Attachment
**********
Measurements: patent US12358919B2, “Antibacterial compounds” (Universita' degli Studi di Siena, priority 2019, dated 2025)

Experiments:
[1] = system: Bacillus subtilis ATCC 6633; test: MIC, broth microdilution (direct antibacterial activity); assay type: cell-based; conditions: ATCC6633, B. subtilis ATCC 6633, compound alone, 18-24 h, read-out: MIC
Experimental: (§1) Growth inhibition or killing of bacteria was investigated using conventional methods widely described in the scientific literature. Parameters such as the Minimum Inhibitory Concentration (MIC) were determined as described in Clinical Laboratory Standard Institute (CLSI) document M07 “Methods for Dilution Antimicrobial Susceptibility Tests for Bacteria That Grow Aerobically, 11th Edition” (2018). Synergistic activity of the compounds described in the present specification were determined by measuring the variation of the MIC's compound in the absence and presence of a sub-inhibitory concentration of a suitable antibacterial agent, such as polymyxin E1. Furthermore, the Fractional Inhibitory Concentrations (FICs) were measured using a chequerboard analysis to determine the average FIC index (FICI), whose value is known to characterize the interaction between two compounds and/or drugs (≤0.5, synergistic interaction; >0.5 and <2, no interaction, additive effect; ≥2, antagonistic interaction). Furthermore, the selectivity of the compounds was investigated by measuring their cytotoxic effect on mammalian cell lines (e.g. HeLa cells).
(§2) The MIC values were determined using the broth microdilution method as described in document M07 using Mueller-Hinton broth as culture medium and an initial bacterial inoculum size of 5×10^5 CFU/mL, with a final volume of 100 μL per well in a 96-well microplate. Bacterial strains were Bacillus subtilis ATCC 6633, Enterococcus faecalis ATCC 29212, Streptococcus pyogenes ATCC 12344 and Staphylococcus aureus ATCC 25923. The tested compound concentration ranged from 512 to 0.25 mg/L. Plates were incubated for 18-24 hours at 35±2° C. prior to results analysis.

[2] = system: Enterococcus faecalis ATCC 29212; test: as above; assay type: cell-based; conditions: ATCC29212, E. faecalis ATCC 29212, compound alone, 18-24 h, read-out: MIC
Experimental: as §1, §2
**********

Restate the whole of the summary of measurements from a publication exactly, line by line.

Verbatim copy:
Measurements: patent US12358919B2, “Antibacterial compounds” (Universita' degli Studi di Siena, priority 2019, dated 2025)

Experiments:
[1] = system: Bacillus subtilis ATCC 6633; test: MIC, broth microdilution (direct antibacterial activity); assay type: cell-based; conditions: ATCC6633, B. subtilis ATCC 6633, compound alone, 18-24 h, read-out: MIC
Experimental: (§1) Growth inhibition or killing of bacteria was investigated using conventional methods widely described in the scientific literature. Parameters such as the Minimum Inhibitory Concentration (MIC) were determined as described in Clinical Laboratory Standard Institute (CLSI) document M07 “Methods for Dilution Antimicrobial Susceptibility Tests for Bacteria That Grow Aerobically, 11th Edition” (2018). Synergistic activity of the compounds described in the present specification were determined by measuring the variation of the MIC's compound in the absence and presence of a sub-inhibitory concentration of a suitable antibacterial agent, such as polymyxin E1. Furthermore, the Fractional Inhibitory Concentrations (FICs) were measured using a chequerboard analysis to determine the average FIC index (FICI), whose value is known to characterize the interaction between two compounds and/or drugs (≤0.5, synergistic interaction; >0.5 and <2, no interaction, additive effect; ≥2, antagonistic interaction). Furthermore, the selectivity of the compounds was investigated by measuring their cytotoxic effect on mammalian cell lines (e.g. HeLa cells).
(§2) The MIC values were determined using the broth microdilution method as described in document M07 using Mueller-Hinton broth as culture medium and an initial bacterial inoculum size of 5×10^5 CFU/mL, with a final volume of 100 μL per well in a 96-well microplate. Bacterial strains were Bacillus subtilis ATCC 6633, Enterococcus faecalis ATCC 29212, Streptococcus pyogenes ATCC 12344 and Staphylococcus aureus ATCC 25923. The tested compound concentration ranged from 512 to 0.25 mg/L. Plates were incubated for 18-24 hours at 35±2° C. prior to results analysis.

[2] = system: Enterococcus faecalis ATCC 29212; test: as above; assay type: cell-based; conditions: ATCC29212, E. faecalis ATCC 29212, compound alone, 18-24 h, read-out: MIC
Experimental: as §1, §2